Writing letters in French is a little different from writing them in English. Not only does the language difference cause a problem for some learners, as the difference between formal and informal verb and noun structures in French can be tricky, but there are several differences to the basic structure of the letter as well, including how a person is referred to at the start of the message and how the letter concludes. Learning how to write letters in French is necessary if you want to communicate effectively.
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Write your name and return address in the top-left corner of the page. Put the name and address of the recipient below your name and address but on the right side of the page. If the recipient has a title and you are writing to them in a formal capacity, such as "Directeur," this is written after their full name. Write the date below the recipient's address on the right-hand side of the page.
Choose the proper greeting. Begin the letter with "Cher" if you are writing an informal letter such as one to a friend. If you are writing to someone you do not know personally, or are writing in a more official capacity, begin the letter with "Monsieur," "Madame" or the title of the recipient.
Compose the body of your letter. Use a friendly, conversational tone with friends and other similar acquaintances, but remember to keep a more formal letter, such as business correspondence or other official letters, in a formal tone. End the letter with an appropriate salutation, such as "Amicalement" for a conversational letter, or "Veuillez recevoir, Monsieur, nos salutations distinguées." for a formal letter. "Cordialement" can be used for both.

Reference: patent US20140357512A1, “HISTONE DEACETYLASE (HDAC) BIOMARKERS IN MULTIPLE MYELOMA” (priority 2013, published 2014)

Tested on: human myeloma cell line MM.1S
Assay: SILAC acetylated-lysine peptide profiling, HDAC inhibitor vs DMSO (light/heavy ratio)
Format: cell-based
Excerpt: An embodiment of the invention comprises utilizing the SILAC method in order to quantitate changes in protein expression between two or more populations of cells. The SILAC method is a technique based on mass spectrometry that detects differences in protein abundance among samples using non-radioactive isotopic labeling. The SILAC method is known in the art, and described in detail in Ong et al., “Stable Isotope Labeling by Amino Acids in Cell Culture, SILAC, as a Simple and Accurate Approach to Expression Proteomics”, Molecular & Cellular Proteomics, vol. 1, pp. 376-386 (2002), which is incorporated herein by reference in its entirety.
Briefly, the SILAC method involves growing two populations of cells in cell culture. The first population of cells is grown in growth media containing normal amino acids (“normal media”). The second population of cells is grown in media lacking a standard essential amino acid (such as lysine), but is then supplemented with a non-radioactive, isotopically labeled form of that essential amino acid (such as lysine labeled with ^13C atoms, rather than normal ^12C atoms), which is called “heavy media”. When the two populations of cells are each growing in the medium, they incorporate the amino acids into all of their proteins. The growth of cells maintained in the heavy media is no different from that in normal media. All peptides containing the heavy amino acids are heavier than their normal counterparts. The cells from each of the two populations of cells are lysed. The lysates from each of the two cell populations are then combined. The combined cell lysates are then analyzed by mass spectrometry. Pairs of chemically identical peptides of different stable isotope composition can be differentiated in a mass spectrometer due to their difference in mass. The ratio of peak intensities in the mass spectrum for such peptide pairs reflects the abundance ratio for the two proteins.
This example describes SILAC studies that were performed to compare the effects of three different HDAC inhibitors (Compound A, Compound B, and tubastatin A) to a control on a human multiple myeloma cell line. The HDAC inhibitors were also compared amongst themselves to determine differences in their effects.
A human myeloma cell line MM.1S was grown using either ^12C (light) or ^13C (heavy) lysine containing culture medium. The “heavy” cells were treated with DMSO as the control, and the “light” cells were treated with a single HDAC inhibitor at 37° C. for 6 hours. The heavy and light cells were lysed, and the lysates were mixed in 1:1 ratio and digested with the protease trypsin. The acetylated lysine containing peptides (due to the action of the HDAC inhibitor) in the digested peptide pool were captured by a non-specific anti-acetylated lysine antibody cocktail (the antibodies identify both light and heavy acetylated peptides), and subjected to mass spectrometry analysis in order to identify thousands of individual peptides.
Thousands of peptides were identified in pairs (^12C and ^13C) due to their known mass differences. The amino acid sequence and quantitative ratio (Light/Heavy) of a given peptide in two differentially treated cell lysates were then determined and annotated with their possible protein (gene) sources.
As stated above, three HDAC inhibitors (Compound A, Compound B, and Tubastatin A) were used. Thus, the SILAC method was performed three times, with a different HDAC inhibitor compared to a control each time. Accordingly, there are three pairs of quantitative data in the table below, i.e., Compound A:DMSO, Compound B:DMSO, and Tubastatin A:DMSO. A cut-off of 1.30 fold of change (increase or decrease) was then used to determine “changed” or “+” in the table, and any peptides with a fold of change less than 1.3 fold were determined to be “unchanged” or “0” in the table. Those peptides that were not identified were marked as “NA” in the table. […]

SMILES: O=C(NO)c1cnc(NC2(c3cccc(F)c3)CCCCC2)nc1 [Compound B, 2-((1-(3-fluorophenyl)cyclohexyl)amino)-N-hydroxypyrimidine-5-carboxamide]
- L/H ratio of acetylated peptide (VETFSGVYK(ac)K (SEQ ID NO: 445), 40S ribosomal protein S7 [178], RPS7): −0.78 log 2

Tips and warnings
- Although it is common to end each line of an address in English with a comma, in French this is considered incorrect and could even lead to your letter being misdirected if you add commas on the envelope itself. Using abbreviations is considered acceptable. So people will often write "boulevard" as simply "boul."
- Remember that in French the noun used for referring to the person you are speaking to changes depending on your level of familiarity with them. Using "tu" when you do not know the person well enough could be considered too forward or presumptuous. You should use "tu" for friendly letters to people you are close to, and "vous" for everything else, especially business letters.
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